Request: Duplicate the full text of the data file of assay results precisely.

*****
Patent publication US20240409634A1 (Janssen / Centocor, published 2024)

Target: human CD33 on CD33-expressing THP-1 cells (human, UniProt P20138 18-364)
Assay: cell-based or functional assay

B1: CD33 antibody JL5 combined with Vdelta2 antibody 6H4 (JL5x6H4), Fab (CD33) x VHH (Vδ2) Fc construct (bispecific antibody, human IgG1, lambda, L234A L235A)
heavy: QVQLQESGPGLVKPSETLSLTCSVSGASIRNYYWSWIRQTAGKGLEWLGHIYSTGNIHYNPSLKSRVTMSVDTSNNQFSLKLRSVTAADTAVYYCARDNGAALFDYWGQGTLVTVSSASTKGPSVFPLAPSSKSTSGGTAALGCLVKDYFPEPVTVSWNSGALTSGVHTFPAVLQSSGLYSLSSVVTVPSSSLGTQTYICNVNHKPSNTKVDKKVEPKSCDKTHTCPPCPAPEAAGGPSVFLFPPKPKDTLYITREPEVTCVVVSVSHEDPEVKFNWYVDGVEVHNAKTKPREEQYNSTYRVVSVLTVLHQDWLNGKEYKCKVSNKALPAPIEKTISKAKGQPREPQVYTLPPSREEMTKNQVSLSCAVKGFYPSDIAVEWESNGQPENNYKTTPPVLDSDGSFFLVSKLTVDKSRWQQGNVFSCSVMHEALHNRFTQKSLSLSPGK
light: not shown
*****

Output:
Patent publication US20240409634A1 (Janssen / Centocor, published 2024)

Target: human CD33 on CD33-expressing THP-1 cells (human, UniProt P20138 18-364)
Assay: cell-based or functional assay

B1: CD33 antibody JL5 combined with Vdelta2 antibody 6H4 (JL5x6H4), Fab (CD33) x VHH (Vδ2) Fc construct (bispecific antibody, human IgG1, lambda, L234A L235A)
heavy: QVQLQESGPGLVKPSETLSLTCSVSGASIRNYYWSWIRQTAGKGLEWLGHIYSTGNIHYNPSLKSRVTMSVDTSNNQFSLKLRSVTAADTAVYYCARDNGAALFDYWGQGTLVTVSSASTKGPSVFPLAPSSKSTSGGTAALGCLVKDYFPEPVTVSWNSGALTSGVHTFPAVLQSSGLYSLSSVVTVPSSSLGTQTYICNVNHKPSNTKVDKKVEPKSCDKTHTCPPCPAPEAAGGPSVFLFPPKPKDTLYITREPEVTCVVVSVSHEDPEVKFNWYVDGVEVHNAKTKPREEQYNSTYRVVSVLTVLHQDWLNGKEYKCKVSNKALPAPIEKTISKAKGQPREPQVYTLPPSREEMTKNQVSLSCAVKGFYPSDIAVEWESNGQPENNYKTTPPVLDSDGSFFLVSKLTVDKSRWQQGNVFSCSVMHEALHNRFTQKSLSLSPGK
light: not shown